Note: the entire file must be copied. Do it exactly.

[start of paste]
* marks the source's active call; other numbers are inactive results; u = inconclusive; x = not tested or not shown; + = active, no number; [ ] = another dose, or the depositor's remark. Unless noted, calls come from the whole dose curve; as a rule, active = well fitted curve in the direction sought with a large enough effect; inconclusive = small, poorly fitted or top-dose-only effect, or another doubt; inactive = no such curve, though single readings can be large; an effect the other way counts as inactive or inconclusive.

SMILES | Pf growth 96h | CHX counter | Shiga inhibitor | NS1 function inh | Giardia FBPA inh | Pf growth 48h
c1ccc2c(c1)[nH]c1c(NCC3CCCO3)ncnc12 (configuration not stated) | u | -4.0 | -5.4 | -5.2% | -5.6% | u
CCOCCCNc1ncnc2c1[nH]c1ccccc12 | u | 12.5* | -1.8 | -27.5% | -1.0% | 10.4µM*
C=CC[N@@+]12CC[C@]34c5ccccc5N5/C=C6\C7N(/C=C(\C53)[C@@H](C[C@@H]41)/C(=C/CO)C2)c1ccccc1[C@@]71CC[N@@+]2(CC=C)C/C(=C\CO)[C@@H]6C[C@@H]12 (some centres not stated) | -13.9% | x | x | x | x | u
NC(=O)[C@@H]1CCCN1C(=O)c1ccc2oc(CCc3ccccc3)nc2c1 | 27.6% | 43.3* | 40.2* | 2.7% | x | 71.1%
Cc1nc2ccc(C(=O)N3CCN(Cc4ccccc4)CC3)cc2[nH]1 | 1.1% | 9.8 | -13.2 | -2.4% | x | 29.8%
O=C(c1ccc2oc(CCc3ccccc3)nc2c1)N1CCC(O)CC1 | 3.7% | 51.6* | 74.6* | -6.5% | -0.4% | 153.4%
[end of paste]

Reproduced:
* marks the source's active call; other numbers are inactive results; u = inconclusive; x = not tested or not shown; + = active, no number; [ ] = another dose, or the depositor's remark. Unless noted, calls come from the whole dose curve; as a rule, active = well fitted curve in the direction sought with a large enough effect; inconclusive = small, poorly fitted or top-dose-only effect, or another doubt; inactive = no such curve, though single readings can be large; an effect the other way counts as inactive or inconclusive.

SMILES | Pf growth 96h | CHX counter | Shiga inhibitor | NS1 function inh | Giardia FBPA inh | Pf growth 48h
c1ccc2c(c1)[nH]c1c(NCC3CCCO3)ncnc12 (configuration not stated) | u | -4.0 | -5.4 | -5.2% | -5.6% | u
CCOCCCNc1ncnc2c1[nH]c1ccccc12 | u | 12.5* | -1.8 | -27.5% | -1.0% | 10.4µM*
C=CC[N@@+]12CC[C@]34c5ccccc5N5/C=C6\C7N(/C=C(\C53)[C@@H](C[C@@H]41)/C(=C/CO)C2)c1ccccc1[C@@]71CC[N@@+]2(CC=C)C/C(=C\CO)[C@@H]6C[C@@H]12 (some centres not stated) | -13.9% | x | x | x | x | u
NC(=O)[C@@H]1CCCN1C(=O)c1ccc2oc(CCc3ccccc3)nc2c1 | 27.6% | 43.3* | 40.2* | 2.7% | x | 71.1%
Cc1nc2ccc(C(=O)N3CCN(Cc4ccccc4)CC3)cc2[nH]1 | 1.1% | 9.8 | -13.2 | -2.4% | x | 29.8%
O=C(c1ccc2oc(CCc3ccccc3)nc2c1)N1CCC(O)CC1 | 3.7% | 51.6* | 74.6* | -6.5% | -0.4% | 153.4%